Marlene Busko

May 12, 2017

NEW ORLEANS, LA — Among patients who had transfemoral transcatheter aortic-valve replacement (TAVR) for aortic stenosis, those with new-onset atrial fibrillation (AF) had a fourfold greater risk of early stroke compared with patients without AF[1].

Moreover, a third of patients with existing or new AF were discharged without a prescription for an oral anticoagulant, even though all patients had a CHA2DS2VASc score of 2 or more and most had a score of 4 or more, placing them at high risk of bleeding.

These findings are from a post hoc analysis of the previously reported BRAVO 3 trial, which did not find an advantage with bivalirudin (Angiomax, the Medicines Company) vs heparin during transfemoral TAVR.

Dr Usman Baber (Icahn School of Medicine at Mount Sinai, New York) presented these results in a press briefing before a late-breaking clinical-trial session here at the Society for Cardiovascular Angiography and Interventions (SCAI) 2017 Scientific Sessions.

"It's another piece of evidence that highlights the importance of new-onset AF" in a contemporary cohort of patients undergoing TAVR, Baber told heartwire from Medscape.

What is new is that "we still see no advantage for bivalirudin compared with heparin in patients with AF, although they are at higher risk," he added.

Another novel finding is the tremendous heterogeneity in discharge therapies for patients who had AF. "Almost one-third got no anticoagulation," he pointed out. The differences in discharge therapies "highlight the lack of a standardized approach or standardized evidence with respect to choices of antithrombotics and antiplatelets in patients with AF" in contemporary practice, according to Baber.

"The variety of the different anticoagulation or lack of oral anticoagulation for these patients with CHA2DS2VASc scores of 4 and above," where most had scores of 4, 5, or 6, indicating a high risk of bleeding, really stood out, and that a good number of patients went home without an oral anticoagulant was "incredible," session comoderator Roxanne Mehran (Icahn School of Medicine at Mount Sinai) commented to heartwire .

"I think the novel oral anticoagulants could have an important role" for such patients, she said.

802 Patients From BRAVO 3

Patients with AF who undergo TAVR have worse outcomes, and new-onset AF, reported to occur in 1% to 38% of such patients, increases the risk of stroke or death, Baber noted.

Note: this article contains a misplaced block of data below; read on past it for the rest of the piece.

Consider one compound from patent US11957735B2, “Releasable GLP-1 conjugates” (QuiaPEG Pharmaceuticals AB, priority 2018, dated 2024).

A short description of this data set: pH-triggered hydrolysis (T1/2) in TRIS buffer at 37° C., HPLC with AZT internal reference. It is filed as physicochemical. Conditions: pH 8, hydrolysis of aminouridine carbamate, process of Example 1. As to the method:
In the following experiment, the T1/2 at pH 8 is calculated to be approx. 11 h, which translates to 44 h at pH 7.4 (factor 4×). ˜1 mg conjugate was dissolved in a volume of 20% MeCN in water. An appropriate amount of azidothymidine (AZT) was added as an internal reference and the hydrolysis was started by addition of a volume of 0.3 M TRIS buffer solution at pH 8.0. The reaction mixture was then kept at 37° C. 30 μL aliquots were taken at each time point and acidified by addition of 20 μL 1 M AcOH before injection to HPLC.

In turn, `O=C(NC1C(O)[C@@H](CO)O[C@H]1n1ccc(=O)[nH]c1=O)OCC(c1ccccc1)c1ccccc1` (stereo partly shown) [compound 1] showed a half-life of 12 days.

To explore this, the researchers analyzed data from BRAVO 3, a phase 3b, open-label study that randomized 802 high-risk patients in seven European and North American countries to receive transfemoral TAVR, in which unfractionated heparin or bivalirudin was used during the procedure.

As previously reported, there was no advantage with bivalirudin vs heparin for bleeding outcomes or net adverse clinical events (NACE; death, MI, stroke, and major bleeding) up to 30 days.

The current analysis compared outcomes in the 332 patients who had AF (of whom 294 had AF at baseline and 38 had new-onset AF) vs the 470 patients who did not.

Patients in both groups had a similar mean age (82), weight, and rates of diabetes, CAD, and prior stroke/transient ischemic attack (TIA). However, patients with AF had a higher EuroSCORE and a lower mean glomerular filtration rate (GFR) and mean left ventricular ejection fraction (LVEF).

Both groups had procedures that used similar sheath sizes, anesthesia types, and valve types, with similar success rates.

Among the patients with AF, only 0.1% and 0.9% had CHA2DS2VASc scores of 2 and 3, respectively. Most had scores of 4 (10%), 5 (35%), and 6 (31%), and the rest had scores of 7 (16%), 8 (6%), or 9 (1%).

Of the patients with AF, 30% were discharged with dual antiplatelet therapy and no anticoagulant. The rest received aspirin and an oral anticoagulant (32%) or a P2Y12 inhibitor and an oral anticoagulant (22%) or triple therapy (13%) or other therapy (3%).

Most patients without AF (80%) received dual antiplatelet therapy when they were discharged.

The adjusted odds of having major bleeding, death, stroke, MACE, NACE, or a major vascular event were similar in patients with vs without AF.

However, in the 30 days after TAVR, patients with new-onset AF had a much greater likelihood of having a stroke compared with patients who did not have AF (unadjusted odds ratio 4.49; 95% CI 1.37–14.67).

The study was not powered to evaluate treatment outcomes of bivalirudin vs heparin in patients with or without AF; the findings cannot be generalized to other approaches; and there was only 30-day follow-up, Baber acknowledged.

It also suggests further research directions. "Do we need to pay very close attention to or think about monitoring post-TAVR for a longer period? Are there strategies that we can do to try to mitigate that risk? Finally, is the relationship between new-onset AF and risk because of the AF, or is that simply a marker?"

Baber reported that he has no relevant financial relationships.  Mehran reported that she received research grants that were paid to her institution from Eli Lilly/Daiichi-Sankyo, Bristol-Myers Squibb, AstraZeneca, the Medicines Company, OrbusNeich, Bayer, CSL Behring, Abbott Laboratories, Watermark Research Partners, Novartis, Medtronic, AUM Cardiovascular, and Beth Israel Deaconess Medical Center. She received consulting and other fees from Janssen Pharmaceuticals, Osprey Medical, Watermark Research Partners, Medscape, the Medicines Company, Boston Scientific, Merck, Cardiovascular Systems, Sanofi, Shanghai BraccoSinePharmaceutical, and AstraZeneca, and she owns stock in Claret Medical and Elixir Medical.

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